Posted by Editorial / Thursday, October 16th, 2014
Gist: Sixty-plus flavors of popcorn
Who: Jim Ford, 57, a retired Marine Corps musician
Started: In 2009 “when the economy tanked, people couldn’t afford beauty treatments,” says Ford, so his girlfriend (now wife) Helen Ford, an esthetician and massage therapist, looked for a new line of work.
Inspiration: When Helen visited Dallas with her sister and left a popcorn store, surprising herself by spending $25 worth of kernels, her sister suggested they open their own shop in Houston. Now married and living together in Fredericksburg, Ford replicated his wife’s business model and opened The Popcorn Bag in January 2013; Helen is back to esthetics.
Details: “We can match any kind of food, or dish, in popcorn,” says Ford, who employs oils, seasonings, spices—and the real thing—including actual bacon, chocolate and cheese, to create wide-ranging flavors. His time stationed in Japan influenced his next batch of flavors: wasabi soy ranch, seaweed and green tea. The Popcorn Bag makes three types of flavored popcorns: savory (bacon cheeseburger, coconut curry and chicken and waffles); candy and caramel; (sour watermelon tastes just like a Jolly Rancher); and specialty (birthday cake, orange creamsicle and salted dark chocolate caramel).
Next: By the end of this month, Ford hopes to open his second location, also in Fredericksburg, in a bigger space that will allow him to double capacity and introduce online ordering. / thepopcornbag.net —Stefanie Gans
Posted by Editorial / Tuesday, July 29th, 2014
The debut product, 7 Salad Dressing, also works as a dip, marinade and sauce for pasta.
Tamara Gallik, a single mother of seven children between the ages of 12 and 31
When Gallik’s husband died suddenly five years ago, she had never worked outside the home. The first two years “I was in shock,” she says, then her oldest son Jonathan Balsamo “tried to encourage me to go out into the workforce and I was hesitant. I always told him, ‘Find what you love to do and figure out a way to make money doing it. And you will love what you’re doing and it won’t feel like work.’ And he kind of turned that around on me.”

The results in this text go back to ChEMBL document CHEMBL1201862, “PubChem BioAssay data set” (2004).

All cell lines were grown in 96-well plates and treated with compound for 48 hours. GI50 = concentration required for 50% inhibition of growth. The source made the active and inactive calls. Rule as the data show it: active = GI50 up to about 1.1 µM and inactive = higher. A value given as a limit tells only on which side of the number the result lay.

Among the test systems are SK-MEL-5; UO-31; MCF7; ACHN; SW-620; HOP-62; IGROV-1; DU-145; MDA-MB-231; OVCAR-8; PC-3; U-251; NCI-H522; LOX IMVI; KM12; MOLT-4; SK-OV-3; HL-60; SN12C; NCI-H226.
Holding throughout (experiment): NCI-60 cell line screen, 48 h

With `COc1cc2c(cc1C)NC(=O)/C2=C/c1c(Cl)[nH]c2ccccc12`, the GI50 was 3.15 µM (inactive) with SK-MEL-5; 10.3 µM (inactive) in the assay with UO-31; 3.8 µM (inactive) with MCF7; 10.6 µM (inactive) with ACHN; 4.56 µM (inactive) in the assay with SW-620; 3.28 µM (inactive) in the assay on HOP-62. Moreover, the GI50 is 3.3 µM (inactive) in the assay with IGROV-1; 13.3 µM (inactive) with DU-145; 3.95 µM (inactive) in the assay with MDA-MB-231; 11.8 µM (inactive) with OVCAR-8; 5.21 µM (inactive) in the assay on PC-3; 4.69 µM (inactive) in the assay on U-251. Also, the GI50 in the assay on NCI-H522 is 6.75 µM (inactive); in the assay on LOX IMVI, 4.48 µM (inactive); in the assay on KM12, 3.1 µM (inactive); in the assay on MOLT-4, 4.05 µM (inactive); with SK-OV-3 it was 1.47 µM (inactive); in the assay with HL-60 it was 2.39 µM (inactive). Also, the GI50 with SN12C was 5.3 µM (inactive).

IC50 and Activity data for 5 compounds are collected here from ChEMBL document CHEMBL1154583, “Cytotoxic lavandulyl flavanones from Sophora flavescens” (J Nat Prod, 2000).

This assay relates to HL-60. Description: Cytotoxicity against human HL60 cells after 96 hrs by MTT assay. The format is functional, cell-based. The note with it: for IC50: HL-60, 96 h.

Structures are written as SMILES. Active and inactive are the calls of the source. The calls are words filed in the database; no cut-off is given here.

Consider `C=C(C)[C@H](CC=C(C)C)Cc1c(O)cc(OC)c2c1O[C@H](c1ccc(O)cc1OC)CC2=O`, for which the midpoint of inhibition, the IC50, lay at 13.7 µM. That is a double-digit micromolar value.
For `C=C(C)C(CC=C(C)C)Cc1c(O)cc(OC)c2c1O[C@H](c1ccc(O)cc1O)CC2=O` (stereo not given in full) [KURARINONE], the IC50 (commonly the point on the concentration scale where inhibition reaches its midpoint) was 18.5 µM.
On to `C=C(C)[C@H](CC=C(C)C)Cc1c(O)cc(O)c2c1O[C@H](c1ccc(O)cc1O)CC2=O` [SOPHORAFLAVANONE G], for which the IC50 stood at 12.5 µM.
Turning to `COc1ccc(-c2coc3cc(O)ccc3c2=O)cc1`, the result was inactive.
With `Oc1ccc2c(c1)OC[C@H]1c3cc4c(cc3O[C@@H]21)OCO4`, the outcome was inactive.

Based on her sister’s red wine vinegar and oil dressing, Gallik reworked the recipe to be “spicy, yet sweet,” says Gallik—adding cayenne and turmeric—and has been making it for the last 10 years for family and friends. “They want it in an IV,” she says. Gallik officially started the company last fall and sells the dressing online and at area farmers markets.
The name represents many sevens in Gallik’s life, the number of spices in the dressing; the number of children she has; she’s the seventh youngest in her family of 20 brothers and sisters; and it’s “God’s favorite number,” says Gallik, “it means angelic perfection.”
“That’s up to God,” says Gallik. As for her business, “try another dressing.” / balsamosfamilykitchen.com —Stefanie Gans
Posted by Editorial / Monday, June 23rd, 2014
Gist: Herbs and seasonings, blended by hand
Who: Nick Crabill, 33, and childhood friend Josh Burrows, 34, started the company in the early aughts and Burrows’ wife Megan, 28, joined the operations a few years later. When the two had been dating for a couple of months, Megan remembers seeing: “random things that said ‘Rub It In’ and I was kind of thinking to myself, ‘Alright it’s been long enough, I can find out what this is about.’” Once she learned about the spice company—and its naughty tag line—she encouraged them to sell at farmers markets.
Started: Canoeing on the Shenandoah River, Crabill told Burrows he needed to fill shelf space and boost retail at his family’s butcher shop, Crabill’s Meats, opened in 1962. Burrows, a recent culinary school graduate and then-chef at Bryce Resort in Mt. Jackson, suggested selling private-label seasoning blends at the butchery.